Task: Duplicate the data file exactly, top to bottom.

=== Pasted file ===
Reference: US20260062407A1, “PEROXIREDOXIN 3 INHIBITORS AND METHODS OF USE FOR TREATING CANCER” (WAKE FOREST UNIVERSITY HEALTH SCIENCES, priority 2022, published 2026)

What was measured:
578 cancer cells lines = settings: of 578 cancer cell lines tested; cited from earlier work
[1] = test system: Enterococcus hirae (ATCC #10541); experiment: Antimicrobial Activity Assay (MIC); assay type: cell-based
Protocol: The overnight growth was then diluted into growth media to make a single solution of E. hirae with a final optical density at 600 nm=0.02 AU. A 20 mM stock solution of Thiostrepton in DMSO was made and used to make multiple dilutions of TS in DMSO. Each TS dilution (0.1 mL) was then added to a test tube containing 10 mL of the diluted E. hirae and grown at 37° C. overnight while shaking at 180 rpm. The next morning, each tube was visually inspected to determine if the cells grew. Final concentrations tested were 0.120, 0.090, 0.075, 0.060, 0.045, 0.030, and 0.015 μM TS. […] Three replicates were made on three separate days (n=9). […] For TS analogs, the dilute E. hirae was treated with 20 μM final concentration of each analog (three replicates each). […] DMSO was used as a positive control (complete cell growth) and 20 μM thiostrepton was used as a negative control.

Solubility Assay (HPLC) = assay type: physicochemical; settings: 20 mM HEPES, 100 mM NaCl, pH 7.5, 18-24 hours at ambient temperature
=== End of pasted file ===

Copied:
Reference: US20260062407A1, “PEROXIREDOXIN 3 INHIBITORS AND METHODS OF USE FOR TREATING CANCER” (WAKE FOREST UNIVERSITY HEALTH SCIENCES, priority 2022, published 2026)

What was measured:
578 cancer cells lines = settings: of 578 cancer cell lines tested; cited from earlier work
[1] = test system: Enterococcus hirae (ATCC #10541); experiment: Antimicrobial Activity Assay (MIC); assay type: cell-based
Protocol: The overnight growth was then diluted into growth media to make a single solution of E. hirae with a final optical density at 600 nm=0.02 AU. A 20 mM stock solution of Thiostrepton in DMSO was made and used to make multiple dilutions of TS in DMSO. Each TS dilution (0.1 mL) was then added to a test tube containing 10 mL of the diluted E. hirae and grown at 37° C. overnight while shaking at 180 rpm. The next morning, each tube was visually inspected to determine if the cells grew. Final concentrations tested were 0.120, 0.090, 0.075, 0.060, 0.045, 0.030, and 0.015 μM TS. […] Three replicates were made on three separate days (n=9). […] For TS analogs, the dilute E. hirae was treated with 20 μM final concentration of each analog (three replicates each). […] DMSO was used as a positive control (complete cell growth) and 20 μM thiostrepton was used as a negative control.

Solubility Assay (HPLC) = assay type: physicochemical; settings: 20 mM HEPES, 100 mM NaCl, pH 7.5, 18-24 hours at ambient temperature